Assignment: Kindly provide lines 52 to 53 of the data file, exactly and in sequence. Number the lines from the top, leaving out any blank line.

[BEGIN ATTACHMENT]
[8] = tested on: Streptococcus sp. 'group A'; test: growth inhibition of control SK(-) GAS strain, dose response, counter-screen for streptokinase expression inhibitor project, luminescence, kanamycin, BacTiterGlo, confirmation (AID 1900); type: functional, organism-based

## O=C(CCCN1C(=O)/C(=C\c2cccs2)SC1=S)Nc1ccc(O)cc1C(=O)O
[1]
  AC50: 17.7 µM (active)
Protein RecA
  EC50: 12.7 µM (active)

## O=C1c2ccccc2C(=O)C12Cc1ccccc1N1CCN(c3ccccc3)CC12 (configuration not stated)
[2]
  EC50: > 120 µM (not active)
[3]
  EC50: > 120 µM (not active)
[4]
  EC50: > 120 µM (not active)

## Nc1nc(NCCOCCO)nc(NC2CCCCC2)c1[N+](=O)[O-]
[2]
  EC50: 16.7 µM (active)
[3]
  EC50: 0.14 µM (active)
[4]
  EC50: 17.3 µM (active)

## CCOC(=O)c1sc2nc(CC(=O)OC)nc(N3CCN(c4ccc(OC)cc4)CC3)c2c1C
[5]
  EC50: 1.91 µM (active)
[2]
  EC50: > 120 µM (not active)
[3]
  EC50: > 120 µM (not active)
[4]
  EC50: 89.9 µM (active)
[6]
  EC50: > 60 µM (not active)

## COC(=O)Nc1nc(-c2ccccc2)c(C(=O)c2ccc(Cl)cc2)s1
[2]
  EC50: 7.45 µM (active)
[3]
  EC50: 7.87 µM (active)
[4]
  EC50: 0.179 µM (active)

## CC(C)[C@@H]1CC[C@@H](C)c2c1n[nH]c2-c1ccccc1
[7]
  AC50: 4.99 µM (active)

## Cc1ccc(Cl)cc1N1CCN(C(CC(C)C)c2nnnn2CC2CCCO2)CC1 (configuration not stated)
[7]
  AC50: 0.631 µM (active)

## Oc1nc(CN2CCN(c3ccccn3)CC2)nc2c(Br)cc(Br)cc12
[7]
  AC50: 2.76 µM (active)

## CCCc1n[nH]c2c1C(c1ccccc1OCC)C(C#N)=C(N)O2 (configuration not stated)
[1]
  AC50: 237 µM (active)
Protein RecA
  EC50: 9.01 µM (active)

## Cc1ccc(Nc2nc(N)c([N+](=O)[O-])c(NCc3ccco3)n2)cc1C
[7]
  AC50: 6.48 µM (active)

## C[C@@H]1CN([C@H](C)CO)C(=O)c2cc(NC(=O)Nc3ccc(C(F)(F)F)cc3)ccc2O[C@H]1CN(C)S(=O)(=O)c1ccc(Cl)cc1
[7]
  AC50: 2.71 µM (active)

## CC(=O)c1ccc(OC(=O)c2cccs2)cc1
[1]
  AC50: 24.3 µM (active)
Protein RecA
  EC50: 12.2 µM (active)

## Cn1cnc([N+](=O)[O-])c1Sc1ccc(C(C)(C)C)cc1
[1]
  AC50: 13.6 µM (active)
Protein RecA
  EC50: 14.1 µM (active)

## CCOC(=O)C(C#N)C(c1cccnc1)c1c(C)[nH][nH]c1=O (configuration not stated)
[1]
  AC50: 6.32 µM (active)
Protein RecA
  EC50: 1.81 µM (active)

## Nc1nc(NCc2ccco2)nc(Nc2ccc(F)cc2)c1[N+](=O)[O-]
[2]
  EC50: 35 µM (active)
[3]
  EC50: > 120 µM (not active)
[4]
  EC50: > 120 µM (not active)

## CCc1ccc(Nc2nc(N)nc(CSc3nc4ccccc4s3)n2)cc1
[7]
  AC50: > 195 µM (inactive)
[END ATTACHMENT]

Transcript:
  EC50: 9.01 µM (active)

## Cc1ccc(Nc2nc(N)c([N+](=O)[O-])c(NCc3ccco3)n2)cc1C